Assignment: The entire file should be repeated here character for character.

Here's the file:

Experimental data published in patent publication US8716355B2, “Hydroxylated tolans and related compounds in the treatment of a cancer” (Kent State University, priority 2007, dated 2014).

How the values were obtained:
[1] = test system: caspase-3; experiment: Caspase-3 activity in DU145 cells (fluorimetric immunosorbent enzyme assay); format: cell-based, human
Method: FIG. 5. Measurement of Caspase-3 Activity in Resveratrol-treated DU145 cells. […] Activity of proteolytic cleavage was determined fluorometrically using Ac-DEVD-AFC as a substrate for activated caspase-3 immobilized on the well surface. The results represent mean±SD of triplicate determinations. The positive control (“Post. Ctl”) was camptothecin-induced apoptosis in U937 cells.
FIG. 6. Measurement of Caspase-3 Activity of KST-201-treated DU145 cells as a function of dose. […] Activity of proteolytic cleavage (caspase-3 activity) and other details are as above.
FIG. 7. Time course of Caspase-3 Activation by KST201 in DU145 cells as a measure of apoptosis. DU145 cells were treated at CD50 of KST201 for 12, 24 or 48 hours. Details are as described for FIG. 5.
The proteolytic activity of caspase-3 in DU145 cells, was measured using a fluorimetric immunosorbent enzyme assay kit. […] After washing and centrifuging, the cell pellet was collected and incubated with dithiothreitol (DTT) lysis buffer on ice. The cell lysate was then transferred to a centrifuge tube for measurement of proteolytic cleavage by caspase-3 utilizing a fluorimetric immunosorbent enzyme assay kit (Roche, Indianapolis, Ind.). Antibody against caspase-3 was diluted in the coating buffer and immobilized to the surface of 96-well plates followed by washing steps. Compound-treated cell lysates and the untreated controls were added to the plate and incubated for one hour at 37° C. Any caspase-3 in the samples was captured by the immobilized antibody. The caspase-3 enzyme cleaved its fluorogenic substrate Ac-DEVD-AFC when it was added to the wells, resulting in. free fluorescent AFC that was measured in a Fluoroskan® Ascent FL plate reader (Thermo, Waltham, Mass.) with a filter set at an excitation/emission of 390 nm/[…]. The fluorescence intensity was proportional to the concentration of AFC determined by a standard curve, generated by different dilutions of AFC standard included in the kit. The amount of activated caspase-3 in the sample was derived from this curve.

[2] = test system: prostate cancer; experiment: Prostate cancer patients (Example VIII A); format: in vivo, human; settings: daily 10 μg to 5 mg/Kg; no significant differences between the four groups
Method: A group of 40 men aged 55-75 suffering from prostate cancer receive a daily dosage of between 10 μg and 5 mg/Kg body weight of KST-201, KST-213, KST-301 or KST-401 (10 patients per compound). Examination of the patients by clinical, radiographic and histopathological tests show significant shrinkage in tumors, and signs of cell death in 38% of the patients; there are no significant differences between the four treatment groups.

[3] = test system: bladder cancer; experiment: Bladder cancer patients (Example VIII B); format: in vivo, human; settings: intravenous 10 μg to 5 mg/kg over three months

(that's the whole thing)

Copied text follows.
Experimental data published in patent publication US8716355B2, “Hydroxylated tolans and related compounds in the treatment of a cancer” (Kent State University, priority 2007, dated 2014).

How the values were obtained:
[1] = test system: caspase-3; experiment: Caspase-3 activity in DU145 cells (fluorimetric immunosorbent enzyme assay); format: cell-based, human
Method: FIG. 5. Measurement of Caspase-3 Activity in Resveratrol-treated DU145 cells. […] Activity of proteolytic cleavage was determined fluorometrically using Ac-DEVD-AFC as a substrate for activated caspase-3 immobilized on the well surface. The results represent mean±SD of triplicate determinations. The positive control (“Post. Ctl”) was camptothecin-induced apoptosis in U937 cells.
FIG. 6. Measurement of Caspase-3 Activity of KST-201-treated DU145 cells as a function of dose. […] Activity of proteolytic cleavage (caspase-3 activity) and other details are as above.
FIG. 7. Time course of Caspase-3 Activation by KST201 in DU145 cells as a measure of apoptosis. DU145 cells were treated at CD50 of KST201 for 12, 24 or 48 hours. Details are as described for FIG. 5.
The proteolytic activity of caspase-3 in DU145 cells, was measured using a fluorimetric immunosorbent enzyme assay kit. […] After washing and centrifuging, the cell pellet was collected and incubated with dithiothreitol (DTT) lysis buffer on ice. The cell lysate was then transferred to a centrifuge tube for measurement of proteolytic cleavage by caspase-3 utilizing a fluorimetric immunosorbent enzyme assay kit (Roche, Indianapolis, Ind.). Antibody against caspase-3 was diluted in the coating buffer and immobilized to the surface of 96-well plates followed by washing steps. Compound-treated cell lysates and the untreated controls were added to the plate and incubated for one hour at 37° C. Any caspase-3 in the samples was captured by the immobilized antibody. The caspase-3 enzyme cleaved its fluorogenic substrate Ac-DEVD-AFC when it was added to the wells, resulting in. free fluorescent AFC that was measured in a Fluoroskan® Ascent FL plate reader (Thermo, Waltham, Mass.) with a filter set at an excitation/emission of 390 nm/[…]. The fluorescence intensity was proportional to the concentration of AFC determined by a standard curve, generated by different dilutions of AFC standard included in the kit. The amount of activated caspase-3 in the sample was derived from this curve.

[2] = test system: prostate cancer; experiment: Prostate cancer patients (Example VIII A); format: in vivo, human; settings: daily 10 μg to 5 mg/Kg; no significant differences between the four groups
Method: A group of 40 men aged 55-75 suffering from prostate cancer receive a daily dosage of between 10 μg and 5 mg/Kg body weight of KST-201, KST-213, KST-301 or KST-401 (10 patients per compound). Examination of the patients by clinical, radiographic and histopathological tests show significant shrinkage in tumors, and signs of cell death in 38% of the patients; there are no significant differences between the four treatment groups.

[3] = test system: bladder cancer; experiment: Bladder cancer patients (Example VIII B); format: in vivo, human; settings: intravenous 10 μg to 5 mg/kg over three months